Soon after he joined UC Riverside in 2015, Maurizio Pellecchia, a professor of biomedical sciences in the UCR School of Medicine, began working with the UCR Research and Economic Development office to create on campus an incubator space. He envisioned that space as a home for UCR scientists to create startup companies to prove the commercial potential of their technologies. That multi-year effort helped create in the Multidisciplinary Research Building the EPIC Life Sciences Incubator that currently houses young companies in agricultural technology, biomedical technologies, bioengineering, and medicinal chemistry.
One of the tenant companies in the incubator space is Armida Labs, Inc, a pharmaceutical company founded two years ago by Pellecchia with Carlo Baggio, formerly a senior scientist in Pellecchia’s research group, as its chief technology officer and director of chemical biology. Armida Labs, which is developing a breakthrough pancreatic cancer therapy called Targefrin™, has now been awarded a highly competitive $400,000 Phase I Small Business Innovation Research, or SBIR, grant from the National Cancer Institute of the National Institutes of Health. The grant, of which Baggio is principal investigator, will allow the company to complete important next steps toward the preparation of human clinical trials.
“Our goal is to develop the drug Targefrin, which UCR has patented,” said Pellecchia, who holds the Daniel Hays Chair in Cancer Research at UCR. “We want to translate Targefrin from a laboratory discovery to a product that can fight pancreatic cancer, and potentially other cancers, and improve public health.”
Pellecchia, who is the main inventor of Targefrin, explained that the SBIR grant makes it possible for Armida Labs to gather industry-standard pharmacokinetics and efficacy data, which are expensive to obtain.
“Without the grant, our studies would remain at the pre-clinical level,” said Pellecchia, who directs the School of Medicine’s Center for Molecular and Translational Medicine. “The Phase I SBIR grant will allow us to scale up the manufacture of Targefrin and to test this drug in more sophisticated pharmacology studies in models of metastatic pancreatic cancer. These data will help us craft the necessary follow-up studies that will enable filing an investigational new drug application with the Food and Drug Administration, and if successful, begin human clinical studies.”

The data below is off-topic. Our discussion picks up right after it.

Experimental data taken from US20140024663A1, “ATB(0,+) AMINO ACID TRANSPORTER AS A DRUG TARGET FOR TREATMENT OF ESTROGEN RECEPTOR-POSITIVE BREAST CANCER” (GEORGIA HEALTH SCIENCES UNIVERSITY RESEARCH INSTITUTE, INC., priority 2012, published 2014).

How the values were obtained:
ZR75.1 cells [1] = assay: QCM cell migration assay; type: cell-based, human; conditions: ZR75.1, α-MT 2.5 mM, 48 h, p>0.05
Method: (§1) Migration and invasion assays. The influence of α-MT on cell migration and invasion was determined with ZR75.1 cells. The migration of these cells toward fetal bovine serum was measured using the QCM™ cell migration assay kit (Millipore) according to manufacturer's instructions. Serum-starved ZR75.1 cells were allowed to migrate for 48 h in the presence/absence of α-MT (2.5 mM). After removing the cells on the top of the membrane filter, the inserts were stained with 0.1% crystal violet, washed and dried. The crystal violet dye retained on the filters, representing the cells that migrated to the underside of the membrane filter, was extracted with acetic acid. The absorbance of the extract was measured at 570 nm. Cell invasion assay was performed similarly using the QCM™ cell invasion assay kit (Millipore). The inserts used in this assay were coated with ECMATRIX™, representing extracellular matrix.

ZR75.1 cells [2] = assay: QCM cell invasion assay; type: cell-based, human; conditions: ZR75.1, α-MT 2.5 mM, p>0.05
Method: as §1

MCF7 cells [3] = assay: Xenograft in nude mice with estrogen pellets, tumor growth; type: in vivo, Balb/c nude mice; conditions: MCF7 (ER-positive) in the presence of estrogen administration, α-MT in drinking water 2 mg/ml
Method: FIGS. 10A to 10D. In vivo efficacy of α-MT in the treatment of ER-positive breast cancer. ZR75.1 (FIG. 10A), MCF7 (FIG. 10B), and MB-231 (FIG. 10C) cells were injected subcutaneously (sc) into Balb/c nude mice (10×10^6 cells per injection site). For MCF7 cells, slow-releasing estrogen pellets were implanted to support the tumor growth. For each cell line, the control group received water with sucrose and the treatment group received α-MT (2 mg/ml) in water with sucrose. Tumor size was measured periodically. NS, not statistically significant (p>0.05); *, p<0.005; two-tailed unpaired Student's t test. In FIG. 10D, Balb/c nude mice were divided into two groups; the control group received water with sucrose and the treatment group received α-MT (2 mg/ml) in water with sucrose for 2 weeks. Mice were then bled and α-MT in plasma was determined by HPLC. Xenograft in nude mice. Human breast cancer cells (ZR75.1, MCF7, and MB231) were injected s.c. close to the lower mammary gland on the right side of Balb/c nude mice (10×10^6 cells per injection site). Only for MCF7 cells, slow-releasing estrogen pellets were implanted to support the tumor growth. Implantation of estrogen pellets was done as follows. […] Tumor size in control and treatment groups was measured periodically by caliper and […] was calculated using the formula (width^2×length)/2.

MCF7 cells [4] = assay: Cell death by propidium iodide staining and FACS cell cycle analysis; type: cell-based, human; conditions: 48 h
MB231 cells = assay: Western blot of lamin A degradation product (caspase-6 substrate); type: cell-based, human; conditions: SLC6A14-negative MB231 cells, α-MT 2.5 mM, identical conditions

The SBIR grant Armida Labs received is a Phase I grant, which means it is a pilot phase grant. Only recipients of a Phase I grant can apply to the NIH for a Phase II grant.
“Phase II grants, which can be up to around $2 million, can allow us to apply for an IND,” Pellecchia said. “We expect our pilot studies will take about six months to one year to do. If these studies are successful, we will submit a Phase II application, which will allow us to complete toxicity studies in two animal models.”
An investigational new drug, or IND, is a drug that the Food and Drug Administration has not yet approved for general use. Researchers use INDs in clinical trials to investigate their safety and efficacy. Before testing in human subjects, however, researchers need to apply for an IND with the Food and Drug Administration.
According to Pellecchia, the EPIC Life Sciences Incubator greatly simplified the launch of Armida Labs, the first UCR faculty biopharmaceutical company in the City of Riverside. He said it is a lot easier to start a company in an incubator space than to have to rent an empty lab space somewhere to start doing research.
“Developing and growing a biotech company requires huge amounts of capital,” he said. “In contrast, a minimal amount of capital is needed to launch a startup in an incubator space. As a result, we were able to get Armida Labs off the ground and thus apply to the National Cancer Institute for seed funding. To go from a pre-clinical laboratory discovery all the way to drug development in patients, similar projects to Targefrin often require as much as $2-5 million. With our new award, we aim to complete valuable steps to attract further investment.”
The EPIC Life Sciences Incubator, which is managed by Maricela Argueta and directed by David Pearson, aims to be a home for startups like Armida Labs by providing vital technology and equipment, as well as access to UCR’s core technical facilities, faculty, and entrepreneurial development services from the Office of Technology Partnerships led by Associate Vice Chancellor Rosibel Ochoa. It offers advice, makes connections with venture capital firms, administers the incubator space, and provides personnel for coordinating the use of shared equipment.
Pellecchia is excited to have launched Armida Labs and acquired the SBIR grant. As the company grows, it will hire more personnel.
“Nothing would make me happier than to see our UCR research translated into experimental therapeutics. I am also thrilled to create new biotech jobs in Riverside, a region lacking incubator spaces where biotech companies can start and grow,” Pellecchia said. “At UCR, we graduate thousands of students and train many postdocs. But we are really educating and training them only to see them go elsewhere. We want them to stay and thrive in Riverside.”